May 18, 2013

Performance and competition: a personal link with the Olympics

How does music relate to the Olympics? Both involve music, physical ability, practice, discipline, and competition. And Tomoko is involved directly because her daughter Beata competed in the Olympics in couple ice skating. Here are some of her experiences.

Tomoko took her two year old daughter to the skating rink as a fun way to exercise; Beata’s teacher said that skating was better than being in the park – and more elegant. Beata began serious skating at age 6, but didn’t compete until the U.S. Nationals, rather perfecting her form first. Tomoko supported Beata’s persistent interest throughout the school years, driving her to practice, and paying for lessons through teaching piano. Tomoko notes, “Both ice skating and piano require lots of sacrifice. Even one week without practice will be embarrassing.”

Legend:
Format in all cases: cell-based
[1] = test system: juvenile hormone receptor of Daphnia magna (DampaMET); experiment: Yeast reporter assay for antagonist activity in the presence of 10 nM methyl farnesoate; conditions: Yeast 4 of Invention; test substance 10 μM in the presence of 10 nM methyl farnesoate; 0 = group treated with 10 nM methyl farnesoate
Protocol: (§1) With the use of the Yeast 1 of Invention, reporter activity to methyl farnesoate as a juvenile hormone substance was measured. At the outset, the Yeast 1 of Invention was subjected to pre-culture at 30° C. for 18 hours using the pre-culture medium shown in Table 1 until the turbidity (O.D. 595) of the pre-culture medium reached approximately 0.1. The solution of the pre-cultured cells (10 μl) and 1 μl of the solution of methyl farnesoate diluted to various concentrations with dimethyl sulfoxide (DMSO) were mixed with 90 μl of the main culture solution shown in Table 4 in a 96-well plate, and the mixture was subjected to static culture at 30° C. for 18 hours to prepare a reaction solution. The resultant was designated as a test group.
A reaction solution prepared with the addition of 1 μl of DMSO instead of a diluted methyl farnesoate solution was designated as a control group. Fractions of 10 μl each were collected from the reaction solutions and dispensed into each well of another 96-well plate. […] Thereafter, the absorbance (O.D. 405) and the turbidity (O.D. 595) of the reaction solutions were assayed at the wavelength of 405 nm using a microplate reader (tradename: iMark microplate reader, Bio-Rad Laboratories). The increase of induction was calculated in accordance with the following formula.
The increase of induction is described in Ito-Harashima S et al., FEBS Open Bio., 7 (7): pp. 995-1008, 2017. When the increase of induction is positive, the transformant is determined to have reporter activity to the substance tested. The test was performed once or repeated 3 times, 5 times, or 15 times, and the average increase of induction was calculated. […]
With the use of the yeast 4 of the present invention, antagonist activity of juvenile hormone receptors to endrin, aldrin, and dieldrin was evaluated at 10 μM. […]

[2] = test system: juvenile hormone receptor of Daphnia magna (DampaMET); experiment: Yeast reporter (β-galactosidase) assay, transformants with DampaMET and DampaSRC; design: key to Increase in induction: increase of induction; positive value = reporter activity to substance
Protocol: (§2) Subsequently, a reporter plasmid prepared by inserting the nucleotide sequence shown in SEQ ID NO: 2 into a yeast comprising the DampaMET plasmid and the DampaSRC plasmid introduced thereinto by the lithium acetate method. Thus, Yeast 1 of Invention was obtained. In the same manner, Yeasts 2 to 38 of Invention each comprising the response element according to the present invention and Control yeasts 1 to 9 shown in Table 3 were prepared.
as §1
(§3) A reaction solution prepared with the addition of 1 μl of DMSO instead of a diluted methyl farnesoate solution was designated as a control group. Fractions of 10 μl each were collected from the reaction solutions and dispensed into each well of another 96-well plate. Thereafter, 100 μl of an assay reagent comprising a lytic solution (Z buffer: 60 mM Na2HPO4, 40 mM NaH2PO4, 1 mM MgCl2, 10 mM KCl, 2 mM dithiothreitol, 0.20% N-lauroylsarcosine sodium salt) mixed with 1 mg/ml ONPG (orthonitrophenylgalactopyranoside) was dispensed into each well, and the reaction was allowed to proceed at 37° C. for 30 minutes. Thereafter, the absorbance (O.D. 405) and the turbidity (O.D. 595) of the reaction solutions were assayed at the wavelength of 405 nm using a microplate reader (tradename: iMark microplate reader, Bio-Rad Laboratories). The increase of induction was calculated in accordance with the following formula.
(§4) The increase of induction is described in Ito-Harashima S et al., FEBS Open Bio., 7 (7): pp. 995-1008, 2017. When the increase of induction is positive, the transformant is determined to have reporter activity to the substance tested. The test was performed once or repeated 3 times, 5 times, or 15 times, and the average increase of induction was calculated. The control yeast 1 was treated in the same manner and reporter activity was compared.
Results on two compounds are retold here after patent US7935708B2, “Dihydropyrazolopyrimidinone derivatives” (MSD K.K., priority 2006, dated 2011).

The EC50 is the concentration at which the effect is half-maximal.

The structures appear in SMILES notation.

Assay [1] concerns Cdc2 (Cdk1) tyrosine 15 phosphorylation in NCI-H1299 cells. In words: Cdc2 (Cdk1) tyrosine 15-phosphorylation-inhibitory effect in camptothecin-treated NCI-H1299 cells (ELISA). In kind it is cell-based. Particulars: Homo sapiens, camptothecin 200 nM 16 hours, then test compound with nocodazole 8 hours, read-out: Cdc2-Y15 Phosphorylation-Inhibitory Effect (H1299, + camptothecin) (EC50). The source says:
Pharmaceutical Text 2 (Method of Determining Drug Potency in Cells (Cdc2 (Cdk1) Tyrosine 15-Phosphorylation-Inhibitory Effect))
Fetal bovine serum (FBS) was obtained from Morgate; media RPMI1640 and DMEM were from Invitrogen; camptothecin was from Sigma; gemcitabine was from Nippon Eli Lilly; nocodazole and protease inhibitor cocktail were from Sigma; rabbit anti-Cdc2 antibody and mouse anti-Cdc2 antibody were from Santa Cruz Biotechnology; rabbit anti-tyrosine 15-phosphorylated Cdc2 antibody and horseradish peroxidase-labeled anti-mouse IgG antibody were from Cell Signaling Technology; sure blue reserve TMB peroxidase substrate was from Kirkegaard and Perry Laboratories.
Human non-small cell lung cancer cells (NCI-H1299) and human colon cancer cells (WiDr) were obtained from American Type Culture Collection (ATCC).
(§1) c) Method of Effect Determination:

Competitive skating was Beata’s dream, and Tomoko also advises her piano students to have a dream: “Improvement is harder without a dream. If the road is right you will reach up, stepping up nicely.” Tomoko accompanied Beata to competitions. For example, Tomoko helped her daughter navigate airports and transfers. They would see judges on the plane, but not interact because that was part of the process of being professional. Tomoko remarks, “All my efforts and experiences in competition can be good advice.” 

The actual competition is a suspenseful time; “It’s like a horse race, waiting for the results,” says Tomoko. She goes on to say, “To be accomplished once in your life is something you cannot buy. It makes you a leader.” Tomoko knows that feeling, for she has competed successfully for years, and has the accolades to prove it – as well as the quality of her performance.